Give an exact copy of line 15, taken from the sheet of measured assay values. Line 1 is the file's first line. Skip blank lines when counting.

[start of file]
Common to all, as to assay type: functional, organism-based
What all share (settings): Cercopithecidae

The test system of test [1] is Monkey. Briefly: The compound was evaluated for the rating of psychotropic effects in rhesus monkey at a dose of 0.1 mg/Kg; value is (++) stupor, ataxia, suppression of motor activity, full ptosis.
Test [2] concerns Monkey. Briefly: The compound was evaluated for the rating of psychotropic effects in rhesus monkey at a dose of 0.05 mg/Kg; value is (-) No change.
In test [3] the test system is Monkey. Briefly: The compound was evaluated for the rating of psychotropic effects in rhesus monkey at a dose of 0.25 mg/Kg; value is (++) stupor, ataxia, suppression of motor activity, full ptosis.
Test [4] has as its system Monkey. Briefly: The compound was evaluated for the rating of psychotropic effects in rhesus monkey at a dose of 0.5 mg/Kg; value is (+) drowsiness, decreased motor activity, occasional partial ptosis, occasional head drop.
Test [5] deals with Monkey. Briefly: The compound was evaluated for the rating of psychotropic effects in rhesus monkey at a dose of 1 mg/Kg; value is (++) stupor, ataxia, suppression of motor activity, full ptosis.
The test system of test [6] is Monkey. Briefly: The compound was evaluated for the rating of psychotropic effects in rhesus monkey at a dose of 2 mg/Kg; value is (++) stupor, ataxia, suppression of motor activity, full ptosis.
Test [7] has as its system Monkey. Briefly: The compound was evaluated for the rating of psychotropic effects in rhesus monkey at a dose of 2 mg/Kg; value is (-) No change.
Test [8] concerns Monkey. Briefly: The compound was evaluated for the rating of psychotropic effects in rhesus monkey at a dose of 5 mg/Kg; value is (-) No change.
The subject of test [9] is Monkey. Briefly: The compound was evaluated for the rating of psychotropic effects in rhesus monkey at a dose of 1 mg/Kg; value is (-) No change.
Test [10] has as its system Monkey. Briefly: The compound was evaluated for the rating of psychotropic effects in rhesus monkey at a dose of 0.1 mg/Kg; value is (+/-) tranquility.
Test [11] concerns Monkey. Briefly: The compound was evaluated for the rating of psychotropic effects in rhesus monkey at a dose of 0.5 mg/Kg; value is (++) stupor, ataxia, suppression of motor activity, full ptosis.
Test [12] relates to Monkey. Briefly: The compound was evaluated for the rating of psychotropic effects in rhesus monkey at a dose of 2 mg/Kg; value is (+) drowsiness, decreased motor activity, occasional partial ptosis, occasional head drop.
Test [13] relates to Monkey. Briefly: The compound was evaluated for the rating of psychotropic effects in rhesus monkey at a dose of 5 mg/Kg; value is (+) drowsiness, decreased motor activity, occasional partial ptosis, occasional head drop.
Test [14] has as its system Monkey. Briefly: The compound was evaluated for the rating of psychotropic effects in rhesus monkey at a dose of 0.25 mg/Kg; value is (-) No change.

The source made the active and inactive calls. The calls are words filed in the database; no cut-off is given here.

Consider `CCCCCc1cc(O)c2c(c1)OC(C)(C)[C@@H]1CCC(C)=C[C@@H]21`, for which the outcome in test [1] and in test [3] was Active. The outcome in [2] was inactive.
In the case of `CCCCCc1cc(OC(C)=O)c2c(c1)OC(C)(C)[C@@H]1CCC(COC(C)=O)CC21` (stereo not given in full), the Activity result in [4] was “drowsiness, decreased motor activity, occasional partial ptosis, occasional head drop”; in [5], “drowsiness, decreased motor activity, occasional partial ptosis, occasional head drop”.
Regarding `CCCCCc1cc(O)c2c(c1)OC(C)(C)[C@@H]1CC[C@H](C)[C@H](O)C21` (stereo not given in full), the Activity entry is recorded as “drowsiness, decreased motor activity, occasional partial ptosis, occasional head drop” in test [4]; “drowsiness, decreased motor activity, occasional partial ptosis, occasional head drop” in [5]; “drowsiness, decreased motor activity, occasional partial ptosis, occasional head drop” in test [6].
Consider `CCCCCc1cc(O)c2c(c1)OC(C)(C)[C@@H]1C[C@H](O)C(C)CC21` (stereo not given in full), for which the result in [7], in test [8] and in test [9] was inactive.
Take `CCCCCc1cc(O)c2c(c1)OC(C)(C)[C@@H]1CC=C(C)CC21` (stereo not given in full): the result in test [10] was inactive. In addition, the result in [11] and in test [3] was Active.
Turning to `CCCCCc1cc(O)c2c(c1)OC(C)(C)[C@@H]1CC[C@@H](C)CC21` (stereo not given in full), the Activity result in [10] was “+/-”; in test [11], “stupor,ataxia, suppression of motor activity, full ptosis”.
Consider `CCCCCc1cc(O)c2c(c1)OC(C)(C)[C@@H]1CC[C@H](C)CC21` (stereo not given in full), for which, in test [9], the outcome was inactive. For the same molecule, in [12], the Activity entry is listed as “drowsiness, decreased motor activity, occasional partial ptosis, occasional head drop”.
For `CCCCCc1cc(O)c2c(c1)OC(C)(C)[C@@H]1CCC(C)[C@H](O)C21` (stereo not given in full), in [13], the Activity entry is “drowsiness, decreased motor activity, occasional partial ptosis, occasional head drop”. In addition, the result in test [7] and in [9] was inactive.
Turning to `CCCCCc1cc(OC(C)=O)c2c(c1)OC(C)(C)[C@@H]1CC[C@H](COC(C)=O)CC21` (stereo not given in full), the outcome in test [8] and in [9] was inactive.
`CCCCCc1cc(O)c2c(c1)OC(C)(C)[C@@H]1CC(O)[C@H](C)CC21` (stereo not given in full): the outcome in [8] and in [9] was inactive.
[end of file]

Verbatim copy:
Test [13] relates to Monkey. Briefly: The compound was evaluated for the rating of psychotropic effects in rhesus monkey at a dose of 5 mg/Kg; value is (+) drowsiness, decreased motor activity, occasional partial ptosis, occasional head drop.